Most period epics made during the '50s and '60s are badly dated to at least some extent, and this is the case once again in Spartacus (more on this in a moment). However, the strength of the performances goes a long way toward overcoming these problems. Kirk Douglas is a sturdy, steady lead throughout, blending his natural movie star charisma with an understated strength. Laurence Olivier and Charles Laughton seem right at home with this sort of material, turning in reliably convincing performances. However, the movie is nearly stolen by Peter Ustinov, whose deviously playful and inventive supporting turn is a constant source of entertainment (Ustinov deservedly won an Oscar for the part).
Now, most of you reading this review are probably curious to know about the transfer and the supplemental material. The film was restored by Robert Harris in 1991, which added in lost scenes and cleaned up the image a great deal. This restored version was given a magnificent release by the Criterion Collection a few years ago, which boasted a very strong standard-def transfer and an excellent batch of supplements that detailed the film's making and put certain elements into context quite nicely. This was followed by a widely panned HD-DVD release, which was largely criticized for its terrible transfer (I have not seen the HD-DVD release, though I have seen the Criterion version). From what I've read and heard from numerous sources, this Blu-ray release is an improvement on the HD-DVD, though that's not to say the disc is problem-free.
The coloring seems ever-so-slightly different on this disc (a bit more reddish at times), which is only troubling because Harris considers the Criterion release to be an accurate representation of what he intended. To my eyes, the film still looks quite natural and good. The biggest issue is the moderate use of DNR, which occasionally gives the characters a slightly plastic look and prevents detail from being as strong as it ought to be. While it's not the worst instance of DNR I've ever seen, I definitely would have preferred a more natural look. Things are stronger on the audio side of things, as Alex North's aggressive, strikingly modern score (employing far more atonal elements than, say, a Miklos Rozsa score would) comes through with strength and clarity. Most of the dialogue sounds pretty clean and clear, if sort of inconsistent when veering between dubbed and non-dubbed dialogue. The 5.1 mix tends to be pretty front-heavy, but I find it a generally satisfying mix.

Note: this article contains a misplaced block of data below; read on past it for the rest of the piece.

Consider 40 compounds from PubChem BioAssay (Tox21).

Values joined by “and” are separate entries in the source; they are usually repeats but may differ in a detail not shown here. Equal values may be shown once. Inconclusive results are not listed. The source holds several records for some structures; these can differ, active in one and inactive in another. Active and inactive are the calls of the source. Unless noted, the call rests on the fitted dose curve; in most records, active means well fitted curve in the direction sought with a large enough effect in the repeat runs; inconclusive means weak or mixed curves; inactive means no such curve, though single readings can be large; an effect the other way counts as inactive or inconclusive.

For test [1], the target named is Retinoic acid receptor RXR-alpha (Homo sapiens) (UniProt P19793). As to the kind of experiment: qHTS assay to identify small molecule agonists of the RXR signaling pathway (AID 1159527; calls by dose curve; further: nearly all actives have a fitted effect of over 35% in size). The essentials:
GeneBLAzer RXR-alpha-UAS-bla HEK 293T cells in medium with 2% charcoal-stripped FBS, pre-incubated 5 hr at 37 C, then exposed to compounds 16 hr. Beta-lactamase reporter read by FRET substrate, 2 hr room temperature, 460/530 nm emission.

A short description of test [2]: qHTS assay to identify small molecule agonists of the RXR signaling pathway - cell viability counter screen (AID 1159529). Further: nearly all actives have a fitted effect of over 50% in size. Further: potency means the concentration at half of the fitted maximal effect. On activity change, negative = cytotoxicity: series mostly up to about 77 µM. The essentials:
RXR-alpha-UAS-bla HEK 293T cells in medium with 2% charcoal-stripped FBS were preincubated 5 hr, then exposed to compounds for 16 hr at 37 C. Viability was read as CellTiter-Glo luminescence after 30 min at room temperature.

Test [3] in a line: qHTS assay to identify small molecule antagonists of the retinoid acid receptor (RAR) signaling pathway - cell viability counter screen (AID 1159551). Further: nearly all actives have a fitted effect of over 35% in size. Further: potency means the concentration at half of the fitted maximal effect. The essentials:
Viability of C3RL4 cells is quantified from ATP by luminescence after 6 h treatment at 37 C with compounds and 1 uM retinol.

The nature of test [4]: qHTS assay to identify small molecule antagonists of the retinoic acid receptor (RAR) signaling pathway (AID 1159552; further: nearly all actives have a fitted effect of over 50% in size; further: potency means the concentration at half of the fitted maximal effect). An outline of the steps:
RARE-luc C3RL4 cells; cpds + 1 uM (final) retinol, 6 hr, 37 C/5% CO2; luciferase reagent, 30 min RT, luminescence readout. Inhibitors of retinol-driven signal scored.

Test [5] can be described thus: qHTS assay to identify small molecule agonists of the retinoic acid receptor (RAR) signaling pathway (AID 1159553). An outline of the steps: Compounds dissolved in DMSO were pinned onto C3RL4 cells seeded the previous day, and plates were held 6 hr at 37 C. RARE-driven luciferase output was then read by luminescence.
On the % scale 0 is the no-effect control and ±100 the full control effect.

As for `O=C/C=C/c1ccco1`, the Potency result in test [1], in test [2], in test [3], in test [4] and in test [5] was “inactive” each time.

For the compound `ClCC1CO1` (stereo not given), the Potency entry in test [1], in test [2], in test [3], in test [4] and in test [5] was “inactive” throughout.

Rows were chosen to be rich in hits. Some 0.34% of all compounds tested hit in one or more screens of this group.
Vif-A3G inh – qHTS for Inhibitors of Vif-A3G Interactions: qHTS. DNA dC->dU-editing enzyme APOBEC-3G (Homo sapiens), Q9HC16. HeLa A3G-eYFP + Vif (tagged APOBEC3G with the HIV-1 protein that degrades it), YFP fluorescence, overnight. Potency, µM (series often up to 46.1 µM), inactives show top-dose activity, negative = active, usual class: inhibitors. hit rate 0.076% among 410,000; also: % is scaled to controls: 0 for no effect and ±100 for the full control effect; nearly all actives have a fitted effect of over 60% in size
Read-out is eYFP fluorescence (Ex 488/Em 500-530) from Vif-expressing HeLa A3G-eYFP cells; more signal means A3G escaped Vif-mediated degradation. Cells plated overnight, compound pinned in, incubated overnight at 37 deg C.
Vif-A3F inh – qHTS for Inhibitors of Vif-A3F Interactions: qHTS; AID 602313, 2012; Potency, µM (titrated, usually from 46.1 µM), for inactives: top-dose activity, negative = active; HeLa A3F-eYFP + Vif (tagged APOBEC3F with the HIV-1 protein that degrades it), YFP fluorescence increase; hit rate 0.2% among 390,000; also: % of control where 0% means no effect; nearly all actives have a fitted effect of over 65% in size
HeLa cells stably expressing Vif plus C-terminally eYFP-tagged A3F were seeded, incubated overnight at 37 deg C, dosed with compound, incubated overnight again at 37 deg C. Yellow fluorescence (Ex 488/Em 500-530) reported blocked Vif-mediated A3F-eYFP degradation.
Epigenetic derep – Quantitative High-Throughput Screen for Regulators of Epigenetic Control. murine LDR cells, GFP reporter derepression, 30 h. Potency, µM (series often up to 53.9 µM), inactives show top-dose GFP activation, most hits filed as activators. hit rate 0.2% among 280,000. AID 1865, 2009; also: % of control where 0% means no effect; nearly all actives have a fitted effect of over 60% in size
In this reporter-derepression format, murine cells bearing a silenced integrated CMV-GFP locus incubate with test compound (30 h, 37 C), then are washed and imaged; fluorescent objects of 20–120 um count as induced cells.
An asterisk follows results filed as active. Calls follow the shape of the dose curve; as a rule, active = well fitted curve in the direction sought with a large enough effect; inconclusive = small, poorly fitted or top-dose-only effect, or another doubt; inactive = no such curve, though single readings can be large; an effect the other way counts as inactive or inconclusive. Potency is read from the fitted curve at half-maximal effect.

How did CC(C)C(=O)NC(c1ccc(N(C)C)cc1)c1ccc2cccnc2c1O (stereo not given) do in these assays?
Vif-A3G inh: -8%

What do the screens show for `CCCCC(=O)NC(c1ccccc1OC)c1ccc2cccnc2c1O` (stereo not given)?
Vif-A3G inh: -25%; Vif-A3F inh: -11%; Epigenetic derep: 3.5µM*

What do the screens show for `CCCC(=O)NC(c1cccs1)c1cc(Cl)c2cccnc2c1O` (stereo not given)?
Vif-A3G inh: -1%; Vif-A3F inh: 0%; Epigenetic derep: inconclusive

The most disappointing factor is the thin supplemental package, a far cry from the awesome Criterion release. You get brief archival interviews with Peter Ustinov and Jean Simmons, a handful of re-edited scenes, a vintage "Behind the Scenes at Gladiator School" (5 minutes) featurette, and a few very short vintage newsreel clips. Finally, you get some image galleries and the disc is equipped with BD-Live. A very underwhelming package, I must say.
The Rebuttal Witnesses
In this post-Gladiator era, those super-short tunics sure do look awfully silly, don't they? The film falls prey to some of the pitfalls of the genre, at times insisting on making sure the actors look more like movie stars than like authentic citizens of ancient Rome. This is particularly problematic when it comes to Jean Simmons, whose radiant hair and make-up contrasts laughably with the tattered rags she wears. The film expects us to believe that she's a beaten-down woman who spends her night providing sexual pleasure to other slaves, but her appearance suggests class and elegance.
Spartacus is a thoughtful, engaging epic that still holds up pretty will despite its dated elements. The Blu-ray release is kind of mediocre. I suppose it's an acceptable way to check out the film if you haven't seen it, but I can't recommend an upgrade if you own the Criterion release (in fact, there's a part of me that thinks the standard-def Criterion set is still the superior option). Here's hoping this title eventually gets the proper deluxe edition treatment it deserves.
The film is not guilty, but the disc is lacking the qualities this
prestigious film demands.
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• Re-Edited Scenes